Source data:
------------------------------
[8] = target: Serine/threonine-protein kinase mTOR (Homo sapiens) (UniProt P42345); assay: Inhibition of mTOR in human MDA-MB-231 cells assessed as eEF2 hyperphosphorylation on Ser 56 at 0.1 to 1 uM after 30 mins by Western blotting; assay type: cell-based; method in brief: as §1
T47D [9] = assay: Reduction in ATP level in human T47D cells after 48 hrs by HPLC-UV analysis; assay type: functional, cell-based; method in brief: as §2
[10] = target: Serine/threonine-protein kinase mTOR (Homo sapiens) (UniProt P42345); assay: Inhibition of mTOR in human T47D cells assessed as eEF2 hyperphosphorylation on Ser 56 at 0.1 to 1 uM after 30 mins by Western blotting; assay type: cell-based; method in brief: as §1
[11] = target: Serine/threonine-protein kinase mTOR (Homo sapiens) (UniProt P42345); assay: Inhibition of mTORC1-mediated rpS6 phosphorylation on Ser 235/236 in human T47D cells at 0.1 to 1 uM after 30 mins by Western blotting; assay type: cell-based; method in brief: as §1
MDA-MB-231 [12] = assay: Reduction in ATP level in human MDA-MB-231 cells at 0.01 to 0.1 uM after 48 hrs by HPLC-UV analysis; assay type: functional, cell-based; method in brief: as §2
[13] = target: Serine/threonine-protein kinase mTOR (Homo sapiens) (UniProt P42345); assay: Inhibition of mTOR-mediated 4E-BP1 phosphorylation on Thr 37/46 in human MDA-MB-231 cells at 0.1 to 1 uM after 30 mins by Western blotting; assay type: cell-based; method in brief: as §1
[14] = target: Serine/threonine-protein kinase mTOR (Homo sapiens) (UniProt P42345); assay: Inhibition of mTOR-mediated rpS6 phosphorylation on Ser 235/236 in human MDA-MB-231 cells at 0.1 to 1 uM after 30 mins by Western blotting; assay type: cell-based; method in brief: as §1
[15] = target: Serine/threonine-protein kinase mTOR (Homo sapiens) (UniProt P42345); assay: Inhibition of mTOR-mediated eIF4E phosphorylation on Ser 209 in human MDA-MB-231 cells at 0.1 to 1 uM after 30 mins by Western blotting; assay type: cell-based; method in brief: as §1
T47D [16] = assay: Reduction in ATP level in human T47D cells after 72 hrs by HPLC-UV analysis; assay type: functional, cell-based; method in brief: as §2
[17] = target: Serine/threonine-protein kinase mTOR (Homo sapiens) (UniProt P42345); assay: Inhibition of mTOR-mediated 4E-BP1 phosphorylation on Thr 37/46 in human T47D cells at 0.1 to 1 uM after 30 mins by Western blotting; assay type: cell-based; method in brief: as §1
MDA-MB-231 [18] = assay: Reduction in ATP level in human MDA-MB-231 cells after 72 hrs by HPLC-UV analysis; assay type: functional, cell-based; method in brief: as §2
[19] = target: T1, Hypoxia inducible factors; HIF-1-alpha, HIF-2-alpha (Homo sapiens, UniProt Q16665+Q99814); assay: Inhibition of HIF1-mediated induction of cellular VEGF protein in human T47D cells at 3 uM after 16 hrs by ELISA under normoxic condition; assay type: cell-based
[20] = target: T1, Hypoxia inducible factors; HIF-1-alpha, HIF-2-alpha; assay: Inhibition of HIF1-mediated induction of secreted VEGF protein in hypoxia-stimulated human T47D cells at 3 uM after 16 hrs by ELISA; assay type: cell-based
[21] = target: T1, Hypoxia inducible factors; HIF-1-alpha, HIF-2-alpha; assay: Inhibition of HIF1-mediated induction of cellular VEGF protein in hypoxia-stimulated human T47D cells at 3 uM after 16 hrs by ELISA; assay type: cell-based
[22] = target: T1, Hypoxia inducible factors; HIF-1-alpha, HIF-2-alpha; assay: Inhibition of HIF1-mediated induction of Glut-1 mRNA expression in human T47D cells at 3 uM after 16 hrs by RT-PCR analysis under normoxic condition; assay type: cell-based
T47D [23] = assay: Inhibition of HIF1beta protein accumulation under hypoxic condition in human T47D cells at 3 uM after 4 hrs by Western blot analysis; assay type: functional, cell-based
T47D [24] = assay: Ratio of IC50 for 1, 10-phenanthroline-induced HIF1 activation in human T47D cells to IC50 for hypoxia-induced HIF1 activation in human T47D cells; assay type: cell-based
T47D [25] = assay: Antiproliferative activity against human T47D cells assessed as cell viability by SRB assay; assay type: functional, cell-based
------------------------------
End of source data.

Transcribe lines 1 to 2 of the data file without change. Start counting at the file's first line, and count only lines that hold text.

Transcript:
[8] = target: Serine/threonine-protein kinase mTOR (Homo sapiens) (UniProt P42345); assay: Inhibition of mTOR in human MDA-MB-231 cells assessed as eEF2 hyperphosphorylation on Ser 56 at 0.1 to 1 uM after 30 mins by Western blotting; assay type: cell-based; method in brief: as §1
T47D [9] = assay: Reduction in ATP level in human T47D cells after 48 hrs by HPLC-UV analysis; assay type: functional, cell-based; method in brief: as §2